The massive sulphide deposit of Aznalcóllar, Spain, Iberian Pyrite Belt: review of geology and mineralogy

  • Josefina Sierra


Aznalcóllar is a strabound deposit located within the so-called Iberian Pyrite Belt. The deposit has reserves of 44 × 106 t of pyrite ore grading 0.44% Cu, 1.76% Pb, 3.33% Zn, 67 g/t Ag, 1 g/t Au, and 34 × 106 t of sulphides grading 0.58% Cu, 0.40% Zn and 10 g/t Ag, the latter belonging to the so-called “cupriferous pyroclastic”. The pyrite-Cu-Zn-Pb orebodies strike E-W and dip 45° towards the north. The pit is 1,500 m long, 700 m wide and has a depth of 300 m.

The orebodies occur within a lower Carboniferous volcano-sedimentary unit named “Complejo Volcánico Sedimentario”, in which the volcanic rocks account for most of the sequence. Three episodes of acid volcanism (V1, V2, V3) and one of basic volcanism (Vb, which ended the first acid volcanic episode) are recognized within this unit. The massive sulphide mineralization is genetically related to V1; V2 is thought to be responsible for some minor jasperoid-Mn mineralizations, and V3 is “barren”. The most important rock types at Aznalcóllar are tuffs, ashes, rhyolites, volcanic breccias and shales. These rocks were affected by the Hercynian compressions, which resulted in folding, penetrative flow schistosity and partial obliteration of So planes.

Alteration is characterized by an early stage of silicification as a consequence of submarine fumarolic activity. This was followed in time by the formation of new minerals (quartz, plagioclase, chlorite, sericite) due to hydrothermal alteration and devitrification. The massive mineralization is mostly formed by pyrite with minor sphalerite, galena, chalcopyrite, and lead sulfosalts. A 3D statistical analysis of 576 samples taken from the mine showed no zonality of metal distribution and a reverse behaviour of Cu versus the pair Pb-Zn.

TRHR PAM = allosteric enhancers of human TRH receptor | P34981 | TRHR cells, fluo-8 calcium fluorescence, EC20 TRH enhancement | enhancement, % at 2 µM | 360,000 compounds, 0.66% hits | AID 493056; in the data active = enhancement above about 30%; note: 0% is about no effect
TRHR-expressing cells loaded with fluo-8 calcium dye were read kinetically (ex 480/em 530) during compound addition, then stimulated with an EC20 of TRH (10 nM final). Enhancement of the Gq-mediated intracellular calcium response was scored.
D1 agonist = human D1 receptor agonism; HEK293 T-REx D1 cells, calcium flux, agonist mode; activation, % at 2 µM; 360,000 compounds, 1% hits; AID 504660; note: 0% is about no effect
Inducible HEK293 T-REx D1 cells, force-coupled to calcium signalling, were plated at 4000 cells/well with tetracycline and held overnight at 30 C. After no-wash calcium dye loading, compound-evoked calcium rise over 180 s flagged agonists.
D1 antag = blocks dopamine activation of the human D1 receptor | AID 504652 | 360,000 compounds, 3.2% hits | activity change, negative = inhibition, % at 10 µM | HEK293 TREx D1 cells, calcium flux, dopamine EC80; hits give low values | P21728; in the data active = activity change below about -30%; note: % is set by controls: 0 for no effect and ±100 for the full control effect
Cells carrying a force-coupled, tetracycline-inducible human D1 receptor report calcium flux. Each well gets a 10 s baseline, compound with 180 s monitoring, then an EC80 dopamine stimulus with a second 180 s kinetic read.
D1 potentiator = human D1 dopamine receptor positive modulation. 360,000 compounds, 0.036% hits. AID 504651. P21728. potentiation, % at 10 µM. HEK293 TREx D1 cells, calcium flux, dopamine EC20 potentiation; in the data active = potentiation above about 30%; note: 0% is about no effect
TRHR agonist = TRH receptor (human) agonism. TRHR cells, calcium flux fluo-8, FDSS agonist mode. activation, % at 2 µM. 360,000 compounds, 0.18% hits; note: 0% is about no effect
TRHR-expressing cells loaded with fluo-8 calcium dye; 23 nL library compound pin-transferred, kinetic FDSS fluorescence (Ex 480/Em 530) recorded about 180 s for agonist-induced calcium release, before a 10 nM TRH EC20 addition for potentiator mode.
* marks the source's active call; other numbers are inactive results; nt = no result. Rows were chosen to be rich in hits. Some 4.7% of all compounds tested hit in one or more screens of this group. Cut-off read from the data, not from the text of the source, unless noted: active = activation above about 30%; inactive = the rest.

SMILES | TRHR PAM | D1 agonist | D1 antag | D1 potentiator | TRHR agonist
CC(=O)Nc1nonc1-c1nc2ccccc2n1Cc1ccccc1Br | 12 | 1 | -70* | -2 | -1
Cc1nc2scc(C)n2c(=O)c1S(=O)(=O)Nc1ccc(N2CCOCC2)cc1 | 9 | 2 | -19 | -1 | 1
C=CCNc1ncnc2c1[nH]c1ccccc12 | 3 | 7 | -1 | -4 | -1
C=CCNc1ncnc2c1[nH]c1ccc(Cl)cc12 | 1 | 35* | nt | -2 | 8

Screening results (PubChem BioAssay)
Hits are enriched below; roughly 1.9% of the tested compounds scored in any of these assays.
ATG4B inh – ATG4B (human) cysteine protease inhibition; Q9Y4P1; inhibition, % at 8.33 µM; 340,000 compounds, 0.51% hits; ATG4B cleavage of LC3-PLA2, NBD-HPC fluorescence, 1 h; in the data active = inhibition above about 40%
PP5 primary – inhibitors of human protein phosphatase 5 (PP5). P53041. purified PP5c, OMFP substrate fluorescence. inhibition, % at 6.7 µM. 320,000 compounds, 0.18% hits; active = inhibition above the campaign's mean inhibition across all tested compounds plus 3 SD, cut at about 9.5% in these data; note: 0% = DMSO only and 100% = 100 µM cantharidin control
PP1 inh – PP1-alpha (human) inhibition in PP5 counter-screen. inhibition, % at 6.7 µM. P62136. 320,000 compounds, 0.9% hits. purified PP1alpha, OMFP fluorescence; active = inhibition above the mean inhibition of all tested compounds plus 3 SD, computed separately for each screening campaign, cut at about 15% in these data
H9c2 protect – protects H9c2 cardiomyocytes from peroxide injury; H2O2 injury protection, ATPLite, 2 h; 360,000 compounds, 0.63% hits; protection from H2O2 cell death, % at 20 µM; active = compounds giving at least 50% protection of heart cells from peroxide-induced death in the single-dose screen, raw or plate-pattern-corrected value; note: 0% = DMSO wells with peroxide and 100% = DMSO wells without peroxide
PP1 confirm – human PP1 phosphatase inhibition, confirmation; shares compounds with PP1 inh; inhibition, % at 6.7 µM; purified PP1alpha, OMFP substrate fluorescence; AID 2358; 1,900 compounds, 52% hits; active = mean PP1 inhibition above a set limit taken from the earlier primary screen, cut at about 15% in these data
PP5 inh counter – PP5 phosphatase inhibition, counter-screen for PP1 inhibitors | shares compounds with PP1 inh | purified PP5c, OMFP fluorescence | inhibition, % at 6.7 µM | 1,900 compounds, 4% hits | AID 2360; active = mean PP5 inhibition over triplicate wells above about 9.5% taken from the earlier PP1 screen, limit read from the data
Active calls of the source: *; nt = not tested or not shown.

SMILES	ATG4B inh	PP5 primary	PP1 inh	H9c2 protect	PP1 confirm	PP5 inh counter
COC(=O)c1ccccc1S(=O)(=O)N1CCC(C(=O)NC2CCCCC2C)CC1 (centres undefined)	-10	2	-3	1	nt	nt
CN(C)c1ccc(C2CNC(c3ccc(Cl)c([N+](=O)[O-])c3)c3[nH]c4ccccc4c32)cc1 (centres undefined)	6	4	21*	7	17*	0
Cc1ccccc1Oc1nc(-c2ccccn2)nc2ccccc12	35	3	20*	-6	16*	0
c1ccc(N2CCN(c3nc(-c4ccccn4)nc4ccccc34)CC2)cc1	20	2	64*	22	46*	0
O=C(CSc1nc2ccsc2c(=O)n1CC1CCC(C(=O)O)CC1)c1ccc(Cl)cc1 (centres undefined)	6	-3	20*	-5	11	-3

The origin of Aznalcéllar is time-related to the initial stage of the first acid volcanic episode (V1), during which exhalative activity occurred, thus leading to metal leaching from the volcanosedimentary complex, expulsion of brines from vents, and eventually, to precipitation of the metal load onto the seafloor. Metal transport was probably in the form of halide complexes in weakly acid brines, which shortly after expulsion reacted with H2S to form colloidal sulphide precipitates. Either gravitational instability or earthquake activity ultimately led to the generation of turbidite flows with rhythmic layering of black shales and sulphide layers.

The acid volcanics and sulphide mineralization are here thought to be a consequence of the emplacement of a subvolcanic plug locally known as the “felsite”. Since the ore is spatially related to this subvolcanic body, Aznalcóllar is here considered to be a “proximal”, although a non-rooted, volcanosedimentary deposit.


Black Shale Massive Sulphide Gravitational Instability Massive Sulphide Deposit Iberian Pyrite Belt 
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Copyright information

© The Institution of Mining and Metallurgy 1990

Authors and Affiliations

  • Josefina Sierra
    • 1
  1. 1.Departamento de Cristalografía y Mineralogía, Facultad de CC. GeológicasUniversidad ComplutenseMadridSpain

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